Saturday, July 9, 2011

NIELSEN HANNA by CYRSTAL

ANNA JOHHANA NIELSEN BROWN
and
CHRISTIAN JENSEN BROWN
written by her Granddaughter
Cyrstal Magelby
Hannah lived in Galton, Denmark with her family which consisted of one sister, Mary, and four brothers, Chris, James, Nels, who was lost at sea, and Jens, who died when he was two years old. 

When the Mormon Missionaries converted the family, they were anxious to emigrate to Utah, but did not have the passage money for the whole family.  They decided to send the sister, Mary first.  She arrived in Utah, went to Richfield and married a man named Hans Peter Nielsen.  He was a miller and had a flour mill on the west side of Richfield.  The two brothers, Chris and James followed their sister to Richfield.  Hannah felt it was her duty to stay in Galton with her invalid mother who was bedfast, with rheumatics. 

More than seven years passed before the remaining family members could come to America, but finally Hannah and her mother and father sailed for America.  In 1877, she in company with her father and an invalid mother, immigrated to America.  On their voyage across, across the deep, Hannah's sick mother was very ill and all the bed clothing that they had went to her.  Hanna used to sit up all night on a trunk that her mother her mother could have Hannah's share of the blankets.  However, the last night  on board the ship, her parents insisted that she lie down, her legs were badly swollen, and she was in need of rest.  They landed in New York City and from there, they came by train to Utah.  Hannah's sister, Mary met them at Ogden.  She was married and had a five year old child.  The day the family met in Ogden was the day of President Brigham Young's funeral. 

Hannah had a gentleman friend that she left behind in Denmark.  He wanted her to stay in Denmark and to be married to him, but she felt that it was her duty to be with her mother at this time.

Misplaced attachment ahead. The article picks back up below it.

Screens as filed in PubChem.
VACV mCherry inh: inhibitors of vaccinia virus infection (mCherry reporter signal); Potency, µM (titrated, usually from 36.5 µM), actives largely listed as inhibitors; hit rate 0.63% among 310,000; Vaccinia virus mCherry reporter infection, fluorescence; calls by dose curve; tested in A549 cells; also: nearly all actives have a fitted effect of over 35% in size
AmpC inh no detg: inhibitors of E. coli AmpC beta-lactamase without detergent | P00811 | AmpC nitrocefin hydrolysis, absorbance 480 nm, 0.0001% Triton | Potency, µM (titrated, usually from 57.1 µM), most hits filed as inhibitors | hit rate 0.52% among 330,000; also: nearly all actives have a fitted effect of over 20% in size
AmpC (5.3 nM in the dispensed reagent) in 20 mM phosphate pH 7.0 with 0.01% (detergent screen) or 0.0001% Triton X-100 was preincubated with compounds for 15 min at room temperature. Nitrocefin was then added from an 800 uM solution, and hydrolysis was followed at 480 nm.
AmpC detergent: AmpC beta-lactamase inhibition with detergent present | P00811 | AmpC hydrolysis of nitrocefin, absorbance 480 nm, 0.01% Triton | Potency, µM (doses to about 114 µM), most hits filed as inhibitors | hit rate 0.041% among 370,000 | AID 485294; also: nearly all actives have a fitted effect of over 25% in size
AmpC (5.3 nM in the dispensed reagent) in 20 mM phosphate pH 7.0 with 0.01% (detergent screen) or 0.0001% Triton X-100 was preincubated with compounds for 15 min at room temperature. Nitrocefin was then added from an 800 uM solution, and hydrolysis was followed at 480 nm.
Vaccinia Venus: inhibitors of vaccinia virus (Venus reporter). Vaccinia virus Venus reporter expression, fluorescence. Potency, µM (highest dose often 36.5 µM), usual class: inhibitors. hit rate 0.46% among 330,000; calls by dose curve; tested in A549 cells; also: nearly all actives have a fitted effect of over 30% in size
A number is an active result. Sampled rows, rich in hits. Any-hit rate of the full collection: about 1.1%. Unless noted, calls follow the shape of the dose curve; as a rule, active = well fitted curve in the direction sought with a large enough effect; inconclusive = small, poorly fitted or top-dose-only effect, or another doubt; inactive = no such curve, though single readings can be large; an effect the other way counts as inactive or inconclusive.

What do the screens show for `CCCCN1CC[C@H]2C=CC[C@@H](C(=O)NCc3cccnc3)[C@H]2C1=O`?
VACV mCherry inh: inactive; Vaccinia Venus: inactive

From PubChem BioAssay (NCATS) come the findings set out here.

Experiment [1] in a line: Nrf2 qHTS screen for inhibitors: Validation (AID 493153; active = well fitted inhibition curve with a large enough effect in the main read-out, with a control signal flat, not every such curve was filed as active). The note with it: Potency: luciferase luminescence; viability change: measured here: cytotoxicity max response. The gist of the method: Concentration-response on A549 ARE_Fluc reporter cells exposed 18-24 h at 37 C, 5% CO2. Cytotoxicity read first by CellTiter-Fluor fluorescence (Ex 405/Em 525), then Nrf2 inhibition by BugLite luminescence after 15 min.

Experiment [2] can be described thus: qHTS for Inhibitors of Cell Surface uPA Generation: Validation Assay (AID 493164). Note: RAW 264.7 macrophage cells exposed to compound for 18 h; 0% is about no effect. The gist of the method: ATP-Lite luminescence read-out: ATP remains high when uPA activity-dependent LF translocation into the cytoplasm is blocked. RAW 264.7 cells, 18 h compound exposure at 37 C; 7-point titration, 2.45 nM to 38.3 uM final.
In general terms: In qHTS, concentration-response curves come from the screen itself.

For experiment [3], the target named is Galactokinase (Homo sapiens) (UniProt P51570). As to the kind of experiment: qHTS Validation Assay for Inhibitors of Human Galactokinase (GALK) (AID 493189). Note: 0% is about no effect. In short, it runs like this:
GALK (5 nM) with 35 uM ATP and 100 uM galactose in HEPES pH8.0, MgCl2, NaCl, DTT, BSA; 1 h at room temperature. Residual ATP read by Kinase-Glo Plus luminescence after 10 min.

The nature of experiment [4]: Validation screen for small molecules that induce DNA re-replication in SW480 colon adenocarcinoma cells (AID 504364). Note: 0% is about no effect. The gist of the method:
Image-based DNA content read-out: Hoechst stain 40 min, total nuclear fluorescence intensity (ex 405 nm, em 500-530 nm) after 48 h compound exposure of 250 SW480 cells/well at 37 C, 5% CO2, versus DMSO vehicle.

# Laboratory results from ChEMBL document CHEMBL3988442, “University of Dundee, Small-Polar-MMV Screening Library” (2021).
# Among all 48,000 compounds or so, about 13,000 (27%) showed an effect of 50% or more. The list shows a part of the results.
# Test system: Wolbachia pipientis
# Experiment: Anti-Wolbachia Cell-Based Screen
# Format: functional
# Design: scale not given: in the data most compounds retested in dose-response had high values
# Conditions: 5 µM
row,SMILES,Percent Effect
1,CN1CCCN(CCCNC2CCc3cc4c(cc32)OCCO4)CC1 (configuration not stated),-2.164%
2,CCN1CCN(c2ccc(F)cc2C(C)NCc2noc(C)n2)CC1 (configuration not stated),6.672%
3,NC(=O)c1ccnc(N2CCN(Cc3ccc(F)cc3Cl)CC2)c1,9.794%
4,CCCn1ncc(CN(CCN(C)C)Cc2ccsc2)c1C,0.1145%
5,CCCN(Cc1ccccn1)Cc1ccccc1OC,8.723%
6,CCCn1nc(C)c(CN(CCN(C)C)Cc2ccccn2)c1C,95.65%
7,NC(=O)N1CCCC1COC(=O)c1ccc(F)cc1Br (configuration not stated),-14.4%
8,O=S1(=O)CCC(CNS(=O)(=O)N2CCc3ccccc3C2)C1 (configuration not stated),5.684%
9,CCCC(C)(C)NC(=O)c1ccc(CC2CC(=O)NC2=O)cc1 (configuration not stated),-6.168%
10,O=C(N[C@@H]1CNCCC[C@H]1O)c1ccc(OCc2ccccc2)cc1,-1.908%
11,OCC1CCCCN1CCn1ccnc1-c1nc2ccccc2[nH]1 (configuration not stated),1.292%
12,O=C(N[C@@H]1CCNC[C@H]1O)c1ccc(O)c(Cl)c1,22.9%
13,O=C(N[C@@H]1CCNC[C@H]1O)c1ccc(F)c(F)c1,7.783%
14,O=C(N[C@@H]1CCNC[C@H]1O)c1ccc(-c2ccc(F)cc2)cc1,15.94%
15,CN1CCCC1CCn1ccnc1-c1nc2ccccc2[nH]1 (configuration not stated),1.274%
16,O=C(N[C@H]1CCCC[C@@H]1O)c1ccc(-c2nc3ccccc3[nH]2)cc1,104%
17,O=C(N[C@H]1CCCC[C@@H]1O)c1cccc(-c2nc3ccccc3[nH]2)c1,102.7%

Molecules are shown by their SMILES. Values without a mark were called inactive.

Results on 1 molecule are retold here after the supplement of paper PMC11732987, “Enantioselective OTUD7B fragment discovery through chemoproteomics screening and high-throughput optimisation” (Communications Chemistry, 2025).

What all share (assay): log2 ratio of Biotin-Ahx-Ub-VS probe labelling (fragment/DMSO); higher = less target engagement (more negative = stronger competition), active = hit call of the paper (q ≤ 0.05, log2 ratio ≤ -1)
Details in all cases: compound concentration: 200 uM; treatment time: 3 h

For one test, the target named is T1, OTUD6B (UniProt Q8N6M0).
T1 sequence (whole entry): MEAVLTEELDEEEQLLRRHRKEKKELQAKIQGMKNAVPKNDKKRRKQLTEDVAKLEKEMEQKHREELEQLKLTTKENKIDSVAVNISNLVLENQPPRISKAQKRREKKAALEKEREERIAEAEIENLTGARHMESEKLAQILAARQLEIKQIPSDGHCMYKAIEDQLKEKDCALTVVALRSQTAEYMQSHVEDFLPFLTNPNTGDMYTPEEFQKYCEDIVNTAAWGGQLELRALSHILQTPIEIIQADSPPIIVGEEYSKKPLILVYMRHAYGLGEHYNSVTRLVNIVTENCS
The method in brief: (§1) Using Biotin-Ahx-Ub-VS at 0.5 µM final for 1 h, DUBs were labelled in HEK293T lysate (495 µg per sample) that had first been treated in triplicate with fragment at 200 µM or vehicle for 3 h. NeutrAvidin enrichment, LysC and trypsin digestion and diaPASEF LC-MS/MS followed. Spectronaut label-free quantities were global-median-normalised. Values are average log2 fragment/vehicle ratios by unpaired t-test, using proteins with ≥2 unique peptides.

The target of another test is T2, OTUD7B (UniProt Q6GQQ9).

Her sister, Mary brought the family home with her and they settled in Richfield.  A short time later, Hannah found a job in the home of Mr. Jensen who had a store in Elsinore.  Hannah helped Mrs. Jensen in the house.  With Hannah working, that left her mother with no one to stay with her while both Hannah and her father, Hans worked.  So they found a girl by the name of Carrie Miller (married name was later Hansen) to sit with the mother.  Hans worked as a stone mason and a farmer in Richfield.  His farm was located where the Richfield Cemetery now rests in peace. 

Hannah married Christian Brown in 1878 in the Saint George Temple.  She met Christian at a stake conference in Richfield.  Christian was invited to the Nielsen's home for dinner and here he became acquainted with Hannah.  After a brief courtship, they were married.  Hannah was 24 years old when she married.  Christian Brown was a personable man, fine and splendid.  Hannah and Christian were married 30 years.  He died in 1909.  At the time of his death Jim was on a mission and with a big farm and cows to milk, help was badly needed.  Erastus Nielsen came to town to the funeral.  He was attending school at the BYU, but decide to stay with Hannah and the family for the rest of the winter and help out with the farm work.  An other cousin, Ed Simpson from Kamas, also spent the winter helping out on the farm.  They stayed until Jim came home from his mission.  

During the twenties an thirties, Sevier County raised a lot of sugar beets.  In fact, a sugar factory was built at the crossroads between Monroe and Elsinore.  A small town grew up around the sugar factory called Austin. (or Frogtown as many people called it).  It housed many of the Employees at the factory where the sugar beets were ground into pulp to make syrup  for the refined sugar manufactured  there.  This industry brought employment to many people in the valley and a steady paycheck to the families round about.  

Uncle Jim, Ma's son owned some farm land in Austin, near the sugar factory.  On this land he raised sugar beets. 

In those days, everything was done by horse power or by hand.  The ground was plowed, leveled and planted by horse power and man power, in long hours.